We had some issues before we gave everyone a clipboard.

I am loud and I teach the other refs to be loud.  Our wranglers usually only have problems when we have visting refs who are not as loud as we are.
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Offline SmackTavish

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Re: Where's your wrangler?
« Reply #12 on: August 04, 2011, 07:46:36 am »
Two concerns about wrangling/tracking:

1. We've bouted less than 6 times, and the Head NSO for the first 2 bouts (and the HR? I think) told me the Head NSO should be penalty tracking because of the weight of the position. In my experience these last few bouts, I've decided it's easier/more efficient for me to wrangle while a newb can do tracking. [see example below] I know the abbreviations, while the tracker just has to put down what I tell him. Comments?

2. I do like the idea of more ears in the middle, BUT:
~tried two wranglers (one of whom--myself--was also tracking). it confused the IWB person, my tracking sheet didn't match what the IWB had, and the other wrangler reported to the IWB and not me, the fact of which accounts for the first two problems but was probably also because of the size/construction of our IWB.
~tried one wrangler and one tracker, and this was okay, but again the tracker reported more to the IWB than to myself (the tracker). i felt like i was copying the IWB again. I still think it has more to do with the size of our IWB (proudly constructed by our HR), which blocks about 4 feet of eye-level airspace while blocking at least as much floor space as well. it's just simpler on one side of the track to run to the the IWB person instead of around the whole board to get to me.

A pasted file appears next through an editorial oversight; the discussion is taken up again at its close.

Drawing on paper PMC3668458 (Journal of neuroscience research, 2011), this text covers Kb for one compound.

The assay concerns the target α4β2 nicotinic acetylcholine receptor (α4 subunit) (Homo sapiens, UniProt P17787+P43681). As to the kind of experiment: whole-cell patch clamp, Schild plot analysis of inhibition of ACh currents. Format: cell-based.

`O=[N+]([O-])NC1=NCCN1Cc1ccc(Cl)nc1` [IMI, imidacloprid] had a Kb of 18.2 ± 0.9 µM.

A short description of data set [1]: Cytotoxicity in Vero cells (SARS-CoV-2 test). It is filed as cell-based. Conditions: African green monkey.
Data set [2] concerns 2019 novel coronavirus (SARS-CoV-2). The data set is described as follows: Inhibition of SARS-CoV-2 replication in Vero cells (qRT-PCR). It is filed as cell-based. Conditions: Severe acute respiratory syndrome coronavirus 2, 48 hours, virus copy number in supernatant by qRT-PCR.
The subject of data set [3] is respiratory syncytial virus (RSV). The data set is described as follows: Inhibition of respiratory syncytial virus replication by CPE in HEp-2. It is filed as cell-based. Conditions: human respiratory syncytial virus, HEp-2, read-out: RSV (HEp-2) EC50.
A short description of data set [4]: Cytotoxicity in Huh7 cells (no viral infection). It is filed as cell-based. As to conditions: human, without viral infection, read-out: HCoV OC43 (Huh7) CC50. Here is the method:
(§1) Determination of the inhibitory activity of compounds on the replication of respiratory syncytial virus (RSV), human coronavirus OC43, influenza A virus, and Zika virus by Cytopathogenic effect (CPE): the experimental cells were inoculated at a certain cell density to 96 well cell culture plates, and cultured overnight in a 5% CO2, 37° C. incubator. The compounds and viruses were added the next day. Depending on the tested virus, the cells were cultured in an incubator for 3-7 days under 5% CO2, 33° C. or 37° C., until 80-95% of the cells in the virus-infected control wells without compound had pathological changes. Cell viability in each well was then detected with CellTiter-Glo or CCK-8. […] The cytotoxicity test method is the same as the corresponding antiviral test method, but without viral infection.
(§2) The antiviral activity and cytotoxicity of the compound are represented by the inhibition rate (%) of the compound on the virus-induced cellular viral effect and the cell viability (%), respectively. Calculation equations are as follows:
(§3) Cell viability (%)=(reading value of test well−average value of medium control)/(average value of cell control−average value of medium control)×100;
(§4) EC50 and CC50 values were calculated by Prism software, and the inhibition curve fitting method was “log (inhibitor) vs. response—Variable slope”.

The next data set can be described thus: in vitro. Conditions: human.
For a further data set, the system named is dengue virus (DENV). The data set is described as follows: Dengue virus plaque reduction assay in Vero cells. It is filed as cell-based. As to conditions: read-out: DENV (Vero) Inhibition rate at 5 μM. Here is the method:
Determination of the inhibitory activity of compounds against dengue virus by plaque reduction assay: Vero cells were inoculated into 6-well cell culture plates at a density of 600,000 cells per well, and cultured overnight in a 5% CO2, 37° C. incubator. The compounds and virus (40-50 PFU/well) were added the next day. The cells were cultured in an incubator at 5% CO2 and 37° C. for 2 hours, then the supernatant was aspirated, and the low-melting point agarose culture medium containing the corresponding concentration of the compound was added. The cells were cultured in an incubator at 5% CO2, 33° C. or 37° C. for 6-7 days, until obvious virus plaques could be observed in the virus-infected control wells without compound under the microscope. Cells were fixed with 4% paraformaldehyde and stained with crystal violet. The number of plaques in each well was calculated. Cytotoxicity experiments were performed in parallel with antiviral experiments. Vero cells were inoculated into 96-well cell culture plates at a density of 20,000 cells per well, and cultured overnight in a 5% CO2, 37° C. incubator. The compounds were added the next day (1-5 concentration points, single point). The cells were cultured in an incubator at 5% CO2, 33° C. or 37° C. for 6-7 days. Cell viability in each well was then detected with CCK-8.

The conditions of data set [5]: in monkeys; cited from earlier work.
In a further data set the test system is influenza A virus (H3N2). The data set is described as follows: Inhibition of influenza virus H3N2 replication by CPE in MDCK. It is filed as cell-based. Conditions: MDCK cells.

~at tonight's inter-league scrimmage, I had one person tracking (who wrote what I told them), one IWB, and then myself. I didn't really wrangle (a migraine prevented me from continuing in circles), but I wasn't stationary, either. when I heard a whistle or saw a zebra react, I ran over to them immediately to get the call. this worked great tonight and I hope to use this method at our next bout. [side note: another reason why this may have worked out better tonight is my use of earplugs, which allow me to hear the refs' calls over the din of the bout.]
Comments? Suggestions?
--SmackTavish

Brandywine Roller Girls Head NSO

Offline Shaun Ketterman

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Re: Where's your wrangler?
« Reply #13 on: August 04, 2011, 03:00:09 pm »